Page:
The Sheltered Care Environment Scale (SCES) was developed primarily to measure social climate as an attribute of a setting. As such, the SCES was designed to maximize differences between facilities and minimize differences among individuals within a setting. However, Smith and Whitbourne (1990) assessed the validity of the SCES as a measure of individual differences in perceptions of a shared environment. Moreover, they redefined the content coverage of 2 of the SCES subscales (Independence and Physical Comfort), to encompass attributes the SCES is not intended to measure. In general, preliminary evidence indicates that the SCES subscales provide reasonably reliable and valid indices of the social climate of group residential facilities.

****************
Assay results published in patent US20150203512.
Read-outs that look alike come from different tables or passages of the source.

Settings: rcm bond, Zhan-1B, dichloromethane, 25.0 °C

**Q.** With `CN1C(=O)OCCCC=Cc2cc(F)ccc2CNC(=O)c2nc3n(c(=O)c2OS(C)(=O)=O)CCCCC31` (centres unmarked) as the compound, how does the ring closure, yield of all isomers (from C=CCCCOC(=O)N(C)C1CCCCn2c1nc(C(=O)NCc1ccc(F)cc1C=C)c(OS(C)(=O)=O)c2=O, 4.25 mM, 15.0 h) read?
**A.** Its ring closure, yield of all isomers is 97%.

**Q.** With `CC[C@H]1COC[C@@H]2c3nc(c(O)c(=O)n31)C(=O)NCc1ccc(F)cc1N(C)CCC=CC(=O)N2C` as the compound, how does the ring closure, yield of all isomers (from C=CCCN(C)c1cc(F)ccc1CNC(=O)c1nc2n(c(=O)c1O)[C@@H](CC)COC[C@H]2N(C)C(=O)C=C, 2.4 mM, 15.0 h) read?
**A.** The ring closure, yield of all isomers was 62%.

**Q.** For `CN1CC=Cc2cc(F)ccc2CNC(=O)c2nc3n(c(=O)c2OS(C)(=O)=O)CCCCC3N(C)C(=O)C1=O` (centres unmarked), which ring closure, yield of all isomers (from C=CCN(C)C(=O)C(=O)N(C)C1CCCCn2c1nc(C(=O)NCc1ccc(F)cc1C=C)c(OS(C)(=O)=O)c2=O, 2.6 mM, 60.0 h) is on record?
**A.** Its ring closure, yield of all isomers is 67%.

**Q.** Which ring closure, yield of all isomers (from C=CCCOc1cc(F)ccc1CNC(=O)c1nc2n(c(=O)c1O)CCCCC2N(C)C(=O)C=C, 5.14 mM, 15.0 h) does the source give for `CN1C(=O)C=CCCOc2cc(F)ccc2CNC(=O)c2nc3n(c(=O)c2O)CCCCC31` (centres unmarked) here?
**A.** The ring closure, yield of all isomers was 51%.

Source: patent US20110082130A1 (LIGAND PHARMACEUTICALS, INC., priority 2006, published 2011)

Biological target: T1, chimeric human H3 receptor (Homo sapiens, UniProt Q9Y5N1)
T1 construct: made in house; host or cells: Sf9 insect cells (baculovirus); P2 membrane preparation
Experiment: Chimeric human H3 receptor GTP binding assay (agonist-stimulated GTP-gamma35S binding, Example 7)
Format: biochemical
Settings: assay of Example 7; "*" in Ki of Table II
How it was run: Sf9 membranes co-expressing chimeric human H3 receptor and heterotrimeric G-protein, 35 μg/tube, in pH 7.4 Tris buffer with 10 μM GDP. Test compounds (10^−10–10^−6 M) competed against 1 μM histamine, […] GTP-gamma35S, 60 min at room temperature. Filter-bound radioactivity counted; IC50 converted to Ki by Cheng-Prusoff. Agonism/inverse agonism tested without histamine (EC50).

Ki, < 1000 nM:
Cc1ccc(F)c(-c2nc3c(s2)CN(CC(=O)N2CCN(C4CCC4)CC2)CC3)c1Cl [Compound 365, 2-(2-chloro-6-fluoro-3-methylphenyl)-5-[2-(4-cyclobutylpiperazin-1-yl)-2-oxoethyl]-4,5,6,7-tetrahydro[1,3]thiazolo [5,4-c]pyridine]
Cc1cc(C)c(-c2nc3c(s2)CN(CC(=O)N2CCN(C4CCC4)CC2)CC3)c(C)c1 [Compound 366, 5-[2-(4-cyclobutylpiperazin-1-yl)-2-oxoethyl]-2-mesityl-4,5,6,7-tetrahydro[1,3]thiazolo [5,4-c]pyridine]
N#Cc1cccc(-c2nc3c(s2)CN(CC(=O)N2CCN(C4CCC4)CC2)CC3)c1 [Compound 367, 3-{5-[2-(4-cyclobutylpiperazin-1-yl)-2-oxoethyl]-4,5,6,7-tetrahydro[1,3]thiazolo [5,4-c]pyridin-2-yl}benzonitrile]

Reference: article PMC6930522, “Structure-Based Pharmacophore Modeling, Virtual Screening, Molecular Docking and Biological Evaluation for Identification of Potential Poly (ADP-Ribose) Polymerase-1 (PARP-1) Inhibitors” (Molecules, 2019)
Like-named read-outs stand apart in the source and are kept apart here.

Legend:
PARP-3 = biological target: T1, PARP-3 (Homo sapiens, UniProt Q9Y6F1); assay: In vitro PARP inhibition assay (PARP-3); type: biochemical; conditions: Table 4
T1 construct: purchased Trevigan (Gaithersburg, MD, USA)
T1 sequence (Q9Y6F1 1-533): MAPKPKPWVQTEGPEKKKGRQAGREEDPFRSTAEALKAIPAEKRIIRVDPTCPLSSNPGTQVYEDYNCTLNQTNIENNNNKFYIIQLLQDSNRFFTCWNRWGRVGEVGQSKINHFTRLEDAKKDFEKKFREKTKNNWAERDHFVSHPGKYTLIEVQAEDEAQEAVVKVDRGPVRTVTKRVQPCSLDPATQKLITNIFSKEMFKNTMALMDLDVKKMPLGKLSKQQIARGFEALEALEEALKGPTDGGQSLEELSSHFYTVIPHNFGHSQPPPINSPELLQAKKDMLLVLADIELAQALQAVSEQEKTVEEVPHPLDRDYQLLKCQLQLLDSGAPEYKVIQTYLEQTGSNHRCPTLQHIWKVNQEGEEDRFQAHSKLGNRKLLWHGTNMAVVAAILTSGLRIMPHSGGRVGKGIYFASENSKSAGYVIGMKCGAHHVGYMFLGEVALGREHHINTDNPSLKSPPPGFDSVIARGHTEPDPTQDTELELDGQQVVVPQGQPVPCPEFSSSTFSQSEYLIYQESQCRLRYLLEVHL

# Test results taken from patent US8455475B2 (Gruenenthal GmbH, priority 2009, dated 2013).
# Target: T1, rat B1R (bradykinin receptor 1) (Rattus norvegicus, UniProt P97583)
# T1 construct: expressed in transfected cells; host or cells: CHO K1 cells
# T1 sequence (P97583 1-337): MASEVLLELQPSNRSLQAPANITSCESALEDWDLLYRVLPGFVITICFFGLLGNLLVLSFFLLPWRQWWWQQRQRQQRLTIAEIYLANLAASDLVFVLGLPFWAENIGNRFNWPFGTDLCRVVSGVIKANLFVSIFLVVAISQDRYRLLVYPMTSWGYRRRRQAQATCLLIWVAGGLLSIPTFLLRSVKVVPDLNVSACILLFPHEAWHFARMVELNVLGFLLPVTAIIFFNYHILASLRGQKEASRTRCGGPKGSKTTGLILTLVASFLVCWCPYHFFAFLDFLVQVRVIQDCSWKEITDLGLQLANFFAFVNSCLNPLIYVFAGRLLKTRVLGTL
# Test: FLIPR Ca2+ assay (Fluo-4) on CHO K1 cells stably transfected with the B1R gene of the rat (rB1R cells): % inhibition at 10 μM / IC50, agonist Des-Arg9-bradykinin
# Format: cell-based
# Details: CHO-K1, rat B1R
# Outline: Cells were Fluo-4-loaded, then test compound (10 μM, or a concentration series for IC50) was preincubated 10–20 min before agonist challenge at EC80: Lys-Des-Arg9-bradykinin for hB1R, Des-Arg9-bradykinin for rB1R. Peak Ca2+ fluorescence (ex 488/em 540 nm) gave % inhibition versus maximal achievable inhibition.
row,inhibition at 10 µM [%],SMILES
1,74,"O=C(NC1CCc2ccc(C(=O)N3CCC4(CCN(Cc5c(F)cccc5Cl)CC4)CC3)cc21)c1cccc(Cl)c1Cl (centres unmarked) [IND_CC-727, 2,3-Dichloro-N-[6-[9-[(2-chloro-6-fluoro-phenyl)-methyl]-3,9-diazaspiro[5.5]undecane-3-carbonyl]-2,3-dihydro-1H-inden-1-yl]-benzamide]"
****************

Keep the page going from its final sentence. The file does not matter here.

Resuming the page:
Lemke, S., & Moos, R. H. (1990). Validity of the Sheltered Care Environment Scale: conceptual and methodological issues. Psychology and Aging, 5(4), 569–571. https://doi.org/10.1037/0882-79220.127.116.119